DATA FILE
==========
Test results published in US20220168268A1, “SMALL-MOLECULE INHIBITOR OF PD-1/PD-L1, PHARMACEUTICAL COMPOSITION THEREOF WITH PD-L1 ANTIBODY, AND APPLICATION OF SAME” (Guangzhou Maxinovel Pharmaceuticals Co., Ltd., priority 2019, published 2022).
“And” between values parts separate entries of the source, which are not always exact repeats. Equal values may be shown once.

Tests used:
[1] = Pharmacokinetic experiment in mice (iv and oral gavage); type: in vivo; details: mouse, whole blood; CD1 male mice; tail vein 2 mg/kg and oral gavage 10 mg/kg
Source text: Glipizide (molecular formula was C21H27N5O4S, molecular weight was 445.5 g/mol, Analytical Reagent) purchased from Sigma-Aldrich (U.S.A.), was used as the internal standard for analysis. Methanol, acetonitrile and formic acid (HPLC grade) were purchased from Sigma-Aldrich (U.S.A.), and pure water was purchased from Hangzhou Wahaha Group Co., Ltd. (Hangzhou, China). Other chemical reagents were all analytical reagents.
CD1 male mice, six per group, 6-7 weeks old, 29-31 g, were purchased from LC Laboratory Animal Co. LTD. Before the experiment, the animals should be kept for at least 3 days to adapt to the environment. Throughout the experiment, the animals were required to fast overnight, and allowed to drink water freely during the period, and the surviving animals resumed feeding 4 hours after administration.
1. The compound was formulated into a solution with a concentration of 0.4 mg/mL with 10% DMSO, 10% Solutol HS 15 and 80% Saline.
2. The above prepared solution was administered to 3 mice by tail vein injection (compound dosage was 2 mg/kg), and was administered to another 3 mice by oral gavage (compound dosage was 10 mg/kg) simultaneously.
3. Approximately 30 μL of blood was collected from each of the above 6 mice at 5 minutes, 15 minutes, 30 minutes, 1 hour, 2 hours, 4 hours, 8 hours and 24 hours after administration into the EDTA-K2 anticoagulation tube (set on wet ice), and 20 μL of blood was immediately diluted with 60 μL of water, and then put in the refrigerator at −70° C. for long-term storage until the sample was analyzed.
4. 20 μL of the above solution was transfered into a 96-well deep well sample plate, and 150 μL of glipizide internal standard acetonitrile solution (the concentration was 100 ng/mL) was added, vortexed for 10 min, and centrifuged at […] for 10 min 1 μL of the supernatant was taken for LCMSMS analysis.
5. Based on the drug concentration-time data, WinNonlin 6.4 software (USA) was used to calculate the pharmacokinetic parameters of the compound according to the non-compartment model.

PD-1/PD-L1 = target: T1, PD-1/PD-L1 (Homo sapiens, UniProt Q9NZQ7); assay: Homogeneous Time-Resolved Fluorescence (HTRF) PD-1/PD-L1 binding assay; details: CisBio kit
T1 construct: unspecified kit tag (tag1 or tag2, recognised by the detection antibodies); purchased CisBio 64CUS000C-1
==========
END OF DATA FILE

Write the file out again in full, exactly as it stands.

Test results published in US20220168268A1, “SMALL-MOLECULE INHIBITOR OF PD-1/PD-L1, PHARMACEUTICAL COMPOSITION THEREOF WITH PD-L1 ANTIBODY, AND APPLICATION OF SAME” (Guangzhou Maxinovel Pharmaceuticals Co., Ltd., priority 2019, published 2022).
“And” between values parts separate entries of the source, which are not always exact repeats. Equal values may be shown once.

Tests used:
[1] = Pharmacokinetic experiment in mice (iv and oral gavage); type: in vivo; details: mouse, whole blood; CD1 male mice; tail vein 2 mg/kg and oral gavage 10 mg/kg
Source text: Glipizide (molecular formula was C21H27N5O4S, molecular weight was 445.5 g/mol, Analytical Reagent) purchased from Sigma-Aldrich (U.S.A.), was used as the internal standard for analysis. Methanol, acetonitrile and formic acid (HPLC grade) were purchased from Sigma-Aldrich (U.S.A.), and pure water was purchased from Hangzhou Wahaha Group Co., Ltd. (Hangzhou, China). Other chemical reagents were all analytical reagents.
CD1 male mice, six per group, 6-7 weeks old, 29-31 g, were purchased from LC Laboratory Animal Co. LTD. Before the experiment, the animals should be kept for at least 3 days to adapt to the environment. Throughout the experiment, the animals were required to fast overnight, and allowed to drink water freely during the period, and the surviving animals resumed feeding 4 hours after administration.
1. The compound was formulated into a solution with a concentration of 0.4 mg/mL with 10% DMSO, 10% Solutol HS 15 and 80% Saline.
2. The above prepared solution was administered to 3 mice by tail vein injection (compound dosage was 2 mg/kg), and was administered to another 3 mice by oral gavage (compound dosage was 10 mg/kg) simultaneously.
3. Approximately 30 μL of blood was collected from each of the above 6 mice at 5 minutes, 15 minutes, 30 minutes, 1 hour, 2 hours, 4 hours, 8 hours and 24 hours after administration into the EDTA-K2 anticoagulation tube (set on wet ice), and 20 μL of blood was immediately diluted with 60 μL of water, and then put in the refrigerator at −70° C. for long-term storage until the sample was analyzed.
4. 20 μL of the above solution was transfered into a 96-well deep well sample plate, and 150 μL of glipizide internal standard acetonitrile solution (the concentration was 100 ng/mL) was added, vortexed for 10 min, and centrifuged at […] for 10 min 1 μL of the supernatant was taken for LCMSMS analysis.
5. Based on the drug concentration-time data, WinNonlin 6.4 software (USA) was used to calculate the pharmacokinetic parameters of the compound according to the non-compartment model.

PD-1/PD-L1 = target: T1, PD-1/PD-L1 (Homo sapiens, UniProt Q9NZQ7); assay: Homogeneous Time-Resolved Fluorescence (HTRF) PD-1/PD-L1 binding assay; details: CisBio kit
T1 construct: unspecified kit tag (tag1 or tag2, recognised by the detection antibodies); purchased CisBio 64CUS000C-1